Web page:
Thursday, February 23, 2012

Walking San Antonio

February 23, 2012—My feet hurt! Today we walked—a lot. Fortunately, San Antonio is pretty flat, so we didn’t have to struggle with altitude as we walked its streets to see its history up close.

It is an interesting city. One section, King Williams, was founded by Germans who successfully established and ran commercial businesses in the city in the 19th century. The houses range from mansions to little gingerbread cottages. The architecture is not at all what you would expect in a southwestern state. We decided just to drive around this section of the city instead of hoofing it. We saved that for later.

Our first stop today was the Institute of Texan Cultures, where we had a pleasant surprise. Admission was free today because this afternoon naturalization of about 180 people from 50 different countries was to occur on the site. What a place to become a U.S. citizen! We were invited to stay for the celebration, but it did not fit our schedule. (Too much to see and do!)
Institute of Texan Cultures

The Institute is a museum celebrating the many cultures found in Texas—some of which I had never heard of. (Have you ever heard of the Wends? Me, neither. They were from Lusatia, an area in Germany comprising parts of Saxony and Prussia. They had their own language and fled Germany to Texas because of oppression.)

After touring the museum, we took the tour bus to an area of the city called Market Square, supposedly the oldest and largest market in the country. I doubt it. We were sorely disappointed. Aside from some restaurants, all we found were look-alike shops, most of which sold Mexican imports and Texan memorabilia. The market had two sections—the original and a “new” section built about 20 years ago. The new section was labeled “farmers’ market,” so we assumed we would find greens, fruits, vegetables, and perhaps even meats, in addition to home-baked goods, candies, etc. Nope. None of those things, just more of the same that we found in the “original” market.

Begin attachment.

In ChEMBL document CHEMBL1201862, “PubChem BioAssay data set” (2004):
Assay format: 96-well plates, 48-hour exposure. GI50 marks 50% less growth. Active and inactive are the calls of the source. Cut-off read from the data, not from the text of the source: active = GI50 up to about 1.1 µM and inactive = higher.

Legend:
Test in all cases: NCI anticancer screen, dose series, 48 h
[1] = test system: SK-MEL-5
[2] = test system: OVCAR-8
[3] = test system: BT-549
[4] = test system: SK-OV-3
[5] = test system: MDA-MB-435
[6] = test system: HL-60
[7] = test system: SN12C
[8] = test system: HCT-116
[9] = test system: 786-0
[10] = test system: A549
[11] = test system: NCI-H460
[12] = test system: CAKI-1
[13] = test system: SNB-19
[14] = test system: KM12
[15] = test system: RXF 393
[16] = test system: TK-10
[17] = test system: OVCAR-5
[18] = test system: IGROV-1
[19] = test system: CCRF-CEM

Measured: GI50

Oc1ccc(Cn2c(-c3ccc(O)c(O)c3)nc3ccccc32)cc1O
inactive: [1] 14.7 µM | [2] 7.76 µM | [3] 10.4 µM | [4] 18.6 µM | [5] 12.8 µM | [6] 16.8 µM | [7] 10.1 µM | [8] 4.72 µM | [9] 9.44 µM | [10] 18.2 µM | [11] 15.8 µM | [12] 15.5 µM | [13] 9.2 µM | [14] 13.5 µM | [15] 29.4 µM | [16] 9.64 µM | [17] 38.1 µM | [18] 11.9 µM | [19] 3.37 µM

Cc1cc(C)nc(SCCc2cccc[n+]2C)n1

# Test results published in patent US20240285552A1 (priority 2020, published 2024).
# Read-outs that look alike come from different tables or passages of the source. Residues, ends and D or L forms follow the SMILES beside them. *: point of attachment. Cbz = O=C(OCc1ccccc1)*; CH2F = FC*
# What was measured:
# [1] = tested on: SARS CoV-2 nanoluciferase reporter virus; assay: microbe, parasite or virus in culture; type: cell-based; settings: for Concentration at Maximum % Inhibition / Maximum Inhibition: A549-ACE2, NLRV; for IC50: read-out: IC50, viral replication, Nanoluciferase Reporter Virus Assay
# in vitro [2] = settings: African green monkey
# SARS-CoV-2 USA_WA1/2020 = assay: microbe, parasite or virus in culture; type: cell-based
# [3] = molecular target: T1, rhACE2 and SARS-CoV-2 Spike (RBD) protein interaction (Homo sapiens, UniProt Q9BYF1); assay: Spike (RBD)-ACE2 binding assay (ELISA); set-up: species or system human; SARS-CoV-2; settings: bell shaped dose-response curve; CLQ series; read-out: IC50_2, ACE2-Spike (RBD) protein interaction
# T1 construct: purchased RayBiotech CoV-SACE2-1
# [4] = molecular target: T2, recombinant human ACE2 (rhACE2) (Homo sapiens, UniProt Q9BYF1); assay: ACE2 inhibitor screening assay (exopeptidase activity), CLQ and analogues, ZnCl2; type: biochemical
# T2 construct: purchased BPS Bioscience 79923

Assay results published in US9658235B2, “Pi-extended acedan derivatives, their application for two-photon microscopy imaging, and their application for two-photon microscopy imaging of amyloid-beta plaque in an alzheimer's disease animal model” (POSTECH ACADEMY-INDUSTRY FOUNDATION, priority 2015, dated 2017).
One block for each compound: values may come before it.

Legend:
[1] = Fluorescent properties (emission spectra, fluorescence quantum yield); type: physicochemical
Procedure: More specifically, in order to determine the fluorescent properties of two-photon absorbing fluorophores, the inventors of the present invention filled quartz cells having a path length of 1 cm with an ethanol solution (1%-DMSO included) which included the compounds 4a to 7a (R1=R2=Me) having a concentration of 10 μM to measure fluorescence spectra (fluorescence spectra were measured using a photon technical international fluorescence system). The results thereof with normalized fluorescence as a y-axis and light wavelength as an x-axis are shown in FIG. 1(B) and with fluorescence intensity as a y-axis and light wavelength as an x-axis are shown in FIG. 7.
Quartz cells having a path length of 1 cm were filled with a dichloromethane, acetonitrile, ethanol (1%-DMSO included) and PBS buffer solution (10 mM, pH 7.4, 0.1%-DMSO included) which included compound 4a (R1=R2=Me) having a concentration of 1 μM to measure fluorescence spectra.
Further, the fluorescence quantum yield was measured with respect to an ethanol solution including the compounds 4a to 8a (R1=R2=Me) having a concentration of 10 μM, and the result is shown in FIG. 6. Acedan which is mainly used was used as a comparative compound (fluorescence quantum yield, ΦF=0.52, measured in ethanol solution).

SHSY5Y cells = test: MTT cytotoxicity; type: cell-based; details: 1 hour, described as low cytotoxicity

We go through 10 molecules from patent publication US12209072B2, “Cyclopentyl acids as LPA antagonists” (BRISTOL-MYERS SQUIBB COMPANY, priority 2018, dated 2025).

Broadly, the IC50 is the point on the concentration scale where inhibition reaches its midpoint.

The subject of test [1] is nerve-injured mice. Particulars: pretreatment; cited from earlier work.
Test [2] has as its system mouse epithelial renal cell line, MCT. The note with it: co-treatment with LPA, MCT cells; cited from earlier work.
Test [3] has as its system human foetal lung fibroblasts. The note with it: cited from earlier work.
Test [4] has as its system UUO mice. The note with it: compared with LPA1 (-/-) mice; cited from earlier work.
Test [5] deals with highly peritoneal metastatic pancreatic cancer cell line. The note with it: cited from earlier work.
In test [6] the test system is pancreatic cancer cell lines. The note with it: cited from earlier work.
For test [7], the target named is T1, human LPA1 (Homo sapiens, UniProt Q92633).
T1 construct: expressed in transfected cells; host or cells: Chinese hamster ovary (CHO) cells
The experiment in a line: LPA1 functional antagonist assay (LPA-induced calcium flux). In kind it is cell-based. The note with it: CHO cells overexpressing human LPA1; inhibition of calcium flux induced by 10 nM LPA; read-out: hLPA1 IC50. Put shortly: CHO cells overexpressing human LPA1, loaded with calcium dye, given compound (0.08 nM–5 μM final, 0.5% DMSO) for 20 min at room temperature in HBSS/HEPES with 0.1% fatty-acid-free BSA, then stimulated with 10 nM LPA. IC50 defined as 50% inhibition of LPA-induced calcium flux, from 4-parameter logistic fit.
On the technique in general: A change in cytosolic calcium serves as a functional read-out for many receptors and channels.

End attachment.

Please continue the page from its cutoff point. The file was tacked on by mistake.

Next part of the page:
We decided not to lunch in the overpriced restaurants that attract the tourists. Instead, we walked the sidewalks toward the downtown area, believing we would eventually come upon a “local” restaurant. We did. It was a small Mexican restaurant, run by Mexican Americans, and whose clientele was Mexican Americans. I ordered the cheese enchilada special—two cheese enchiladas, Mexican rice, refried beans, a bit of salad with guacamole, and iced tea. All of this for $4.75. It also came with homemade corn tortillas. I don’t think I’ve ever tasted a tortilla that good! Our advice: Always look for hole-in-the-wall local restaurants. We’ve rarely been disappointed in the fare.

After lunch, we walked (and walked and walked) to another old section of the city called La Villita (little village). When the Alamo was under attack, Santa Ana was headquartered here. Today the buildings house artisan shops.

Finally we reached Hemisfair Park, the park site of the 1968 Hemisfair (world’s fair). A few buildings remain; none are open. As we walked through the park on the way to the Tower of the Americas (like the Seattle Space Needle), we spied a bicycle rack—not just an ordinary rack, though. In San Antonio it is possible to rent a bicycle for $10 for 24 hours. Using a credit card, you “purchase” your rental, ride to your destination, and park the bike in these special racks. When you are ready to go to your next destination, you merely take an available bike and keep doing this until your 24 hours are up (or you finally get to your destination). Interesting concept.

Our final destination of the day was to ride up to the observation deck of the Tower of the Americas. It is 750 feet high—as high as we went deep when we were at Carlsbad Caverns. The views were excellent.
It was a busy day. I like San Antonio; it reminds me, in a way, of modern-day Indianapolis, which has done similar things to its downtown area and its canals. San Antonio is the second-biggest city in Texas—much larger than I would prefer living in, but it is a nice, clean city that knows how to attract tourists and keep people in its downtown area. Jacksonville could learn from it.

Tomorrow, weather permitting, we are going to the Johnson Ranch in the Hill Country.

Until later,

Your Reluctant RoVer,


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